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Discussion Starter #1 (Edited)
Hello Everyone,

My name is Michael and I recently acquired a 1980 CX500C. Looking to rebuild this into a café/brat build. Looking to document the process here and hopefully get some help from the community help me along.

I’ve been riding since 2011 with a cbr600f4i as my first bike. And have always been interested in doing up a custom ride. Last year my brother decided to get into it as well and that got me looking as well… I then discovered the cx500 with transverse V. Since then, I was drawn to it. I love how it hung from the frame and had a minimal look to it.

This will be a slow build as my time is limited while juggling a family with 2 kids. Also, I plan on doing things a bit backward. I would still like to ride the bike during the summer months so I’m going to tackle sections of the project in the offseason. I think by the end when I feel all my planned ideas are achieved, I would then so a full strip down and get everything property painted. Things such as the frame/engine/tank/wheels/etc

I'm gonna strat making plan and parts list that I'll need in the next few posts.







Michael
 

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Welcome to this Forum . It can also be called a safe building site, where these bikes and fellowship amongst it's riders can be well constructed. Don't know how many miles on the odometer, or if any major maintenance was done by previous owner, but it sure looks like it has been well looked after. Enjoy the project, I am sure we all will do so , with you.
 

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Discussion Starter #4
@izak Thanks for the welcome and you are right, the previous owner took very good care of the bike. The odometer currently sits @ 41000 Kilometers. It's a bit on the high side, but it still runs great. Everything feels very solid. My next few steps are just to do a general maintenance on it. Going to do an oil change/spark plugs/air filter/valve adjustment/cam chain tension adjustments. Check over the brakes and control cables. Maybe even change out the wheel bearings. Basically, everything to make it is road worthy for my piece of mind.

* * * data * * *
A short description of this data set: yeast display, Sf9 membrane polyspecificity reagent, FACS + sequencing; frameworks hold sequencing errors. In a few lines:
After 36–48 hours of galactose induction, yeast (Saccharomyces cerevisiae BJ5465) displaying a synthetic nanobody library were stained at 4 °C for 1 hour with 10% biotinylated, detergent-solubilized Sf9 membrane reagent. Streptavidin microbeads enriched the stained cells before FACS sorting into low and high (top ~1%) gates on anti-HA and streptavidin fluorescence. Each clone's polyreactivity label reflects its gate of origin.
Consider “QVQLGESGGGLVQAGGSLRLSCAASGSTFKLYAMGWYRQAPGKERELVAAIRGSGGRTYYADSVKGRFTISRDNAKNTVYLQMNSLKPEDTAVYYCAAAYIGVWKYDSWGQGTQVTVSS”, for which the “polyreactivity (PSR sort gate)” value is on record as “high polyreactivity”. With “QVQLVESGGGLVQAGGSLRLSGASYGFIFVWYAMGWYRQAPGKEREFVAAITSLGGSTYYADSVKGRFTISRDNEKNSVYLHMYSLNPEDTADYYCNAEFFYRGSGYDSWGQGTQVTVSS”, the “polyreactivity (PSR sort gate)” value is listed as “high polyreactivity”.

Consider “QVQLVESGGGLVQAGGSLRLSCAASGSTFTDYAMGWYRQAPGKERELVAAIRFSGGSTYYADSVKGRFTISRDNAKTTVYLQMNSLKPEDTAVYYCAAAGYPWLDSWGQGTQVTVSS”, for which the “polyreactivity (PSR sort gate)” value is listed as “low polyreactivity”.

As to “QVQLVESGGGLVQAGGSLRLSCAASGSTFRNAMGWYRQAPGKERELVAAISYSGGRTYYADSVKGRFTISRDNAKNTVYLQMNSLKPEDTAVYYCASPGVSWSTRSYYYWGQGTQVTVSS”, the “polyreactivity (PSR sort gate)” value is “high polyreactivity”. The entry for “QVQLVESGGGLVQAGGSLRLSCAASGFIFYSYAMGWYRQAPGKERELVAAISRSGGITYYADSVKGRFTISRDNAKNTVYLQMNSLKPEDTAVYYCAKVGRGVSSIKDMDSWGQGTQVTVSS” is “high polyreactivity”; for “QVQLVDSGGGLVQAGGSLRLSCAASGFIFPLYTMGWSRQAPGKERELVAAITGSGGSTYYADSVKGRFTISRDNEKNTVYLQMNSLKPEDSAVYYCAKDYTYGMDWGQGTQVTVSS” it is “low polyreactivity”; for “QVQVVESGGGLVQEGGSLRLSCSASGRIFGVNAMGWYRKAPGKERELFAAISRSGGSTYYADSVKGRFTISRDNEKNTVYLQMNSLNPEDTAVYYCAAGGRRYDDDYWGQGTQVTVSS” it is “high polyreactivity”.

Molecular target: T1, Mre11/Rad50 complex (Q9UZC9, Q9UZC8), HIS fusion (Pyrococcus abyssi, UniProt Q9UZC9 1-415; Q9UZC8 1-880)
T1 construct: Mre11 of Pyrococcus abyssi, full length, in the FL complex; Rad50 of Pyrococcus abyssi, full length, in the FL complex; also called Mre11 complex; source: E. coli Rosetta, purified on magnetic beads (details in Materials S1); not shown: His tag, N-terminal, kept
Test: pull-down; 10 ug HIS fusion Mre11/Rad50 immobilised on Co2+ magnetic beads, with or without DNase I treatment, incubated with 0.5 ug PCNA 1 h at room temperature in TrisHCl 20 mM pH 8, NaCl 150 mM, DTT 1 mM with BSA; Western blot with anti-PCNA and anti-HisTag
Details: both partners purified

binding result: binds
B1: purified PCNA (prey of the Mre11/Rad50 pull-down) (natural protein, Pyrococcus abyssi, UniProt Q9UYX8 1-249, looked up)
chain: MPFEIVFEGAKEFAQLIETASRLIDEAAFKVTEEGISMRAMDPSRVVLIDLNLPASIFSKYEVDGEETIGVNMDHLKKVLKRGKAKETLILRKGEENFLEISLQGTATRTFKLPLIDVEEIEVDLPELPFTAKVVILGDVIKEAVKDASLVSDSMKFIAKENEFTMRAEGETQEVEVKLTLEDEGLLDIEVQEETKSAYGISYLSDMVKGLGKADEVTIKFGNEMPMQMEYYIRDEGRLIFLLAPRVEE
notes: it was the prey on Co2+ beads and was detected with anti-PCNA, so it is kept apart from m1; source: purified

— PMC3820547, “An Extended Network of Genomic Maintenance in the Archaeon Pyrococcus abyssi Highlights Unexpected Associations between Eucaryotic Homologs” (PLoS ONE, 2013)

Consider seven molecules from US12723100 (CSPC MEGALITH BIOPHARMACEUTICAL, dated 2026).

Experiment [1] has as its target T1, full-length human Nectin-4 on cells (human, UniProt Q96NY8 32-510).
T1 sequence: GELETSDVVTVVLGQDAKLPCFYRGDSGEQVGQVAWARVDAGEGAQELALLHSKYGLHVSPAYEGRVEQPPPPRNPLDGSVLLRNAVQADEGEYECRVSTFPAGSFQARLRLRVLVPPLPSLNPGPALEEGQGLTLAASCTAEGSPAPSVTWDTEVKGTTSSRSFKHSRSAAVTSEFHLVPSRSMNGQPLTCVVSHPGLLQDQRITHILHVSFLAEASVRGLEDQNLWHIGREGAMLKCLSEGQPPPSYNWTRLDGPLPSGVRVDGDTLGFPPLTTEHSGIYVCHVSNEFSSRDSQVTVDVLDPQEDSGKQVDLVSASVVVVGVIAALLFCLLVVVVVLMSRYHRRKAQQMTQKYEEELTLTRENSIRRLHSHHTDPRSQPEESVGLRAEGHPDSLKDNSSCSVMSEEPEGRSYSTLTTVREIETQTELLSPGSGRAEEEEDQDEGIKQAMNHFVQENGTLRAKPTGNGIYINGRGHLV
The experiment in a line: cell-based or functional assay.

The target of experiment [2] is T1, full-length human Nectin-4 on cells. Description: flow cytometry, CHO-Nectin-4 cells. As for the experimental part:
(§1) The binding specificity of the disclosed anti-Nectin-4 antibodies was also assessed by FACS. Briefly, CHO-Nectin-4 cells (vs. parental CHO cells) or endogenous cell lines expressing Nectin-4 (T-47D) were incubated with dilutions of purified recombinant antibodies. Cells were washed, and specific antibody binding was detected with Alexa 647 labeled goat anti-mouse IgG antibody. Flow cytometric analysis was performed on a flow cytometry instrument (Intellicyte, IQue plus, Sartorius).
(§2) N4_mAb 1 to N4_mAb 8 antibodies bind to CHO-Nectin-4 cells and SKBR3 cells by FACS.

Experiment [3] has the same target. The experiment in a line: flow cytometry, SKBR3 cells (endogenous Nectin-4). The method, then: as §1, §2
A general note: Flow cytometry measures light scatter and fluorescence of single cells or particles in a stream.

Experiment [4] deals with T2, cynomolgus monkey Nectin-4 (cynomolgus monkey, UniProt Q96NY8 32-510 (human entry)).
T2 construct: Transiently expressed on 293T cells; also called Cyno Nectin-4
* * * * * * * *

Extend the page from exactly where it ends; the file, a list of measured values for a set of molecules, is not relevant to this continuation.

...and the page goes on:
@igor thanks for the inspiration. I'll circle back and note some ideas from your bike.

I have ordered all the tuneup parts and waiting for them to arrive before I start on this project.
 

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Welcome Cytogen and good luck with your project, I am sure you will enjoy it!

Its good that you start with a proper service and safety check...the rest will follow. Many okes, like myself will enjoy following your progress, so please show us..lol.

Quick tip: your pics are almost 4 Mb. You might want to reduce their size before posting. Maybe..around 1Mb or a little smaller even.

Enjoy the ride!
 

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Discussion Starter #6 (Edited)
@Speedster Thanks for the tip on the image size. I'm gonna try and find a better way to post pictures. I'm gonna try and use Google photos to see how well that works. It's too bad Photobucket did what they did...

The other day I rode the bike into work and, with my luck, I lost my clutch cable. The nub at the lever end decided to shear off. So I was left stranded and ended up taking a bus into work. Call around to shops in town and a new clutch cable was about 2-3 days out. So I decided to rummage through my junk drawers that night and found this;

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Took the bus back out the next day and manage to get it on with a lot of filing to make it short enuff to fit into the level. Got the job done and make it home.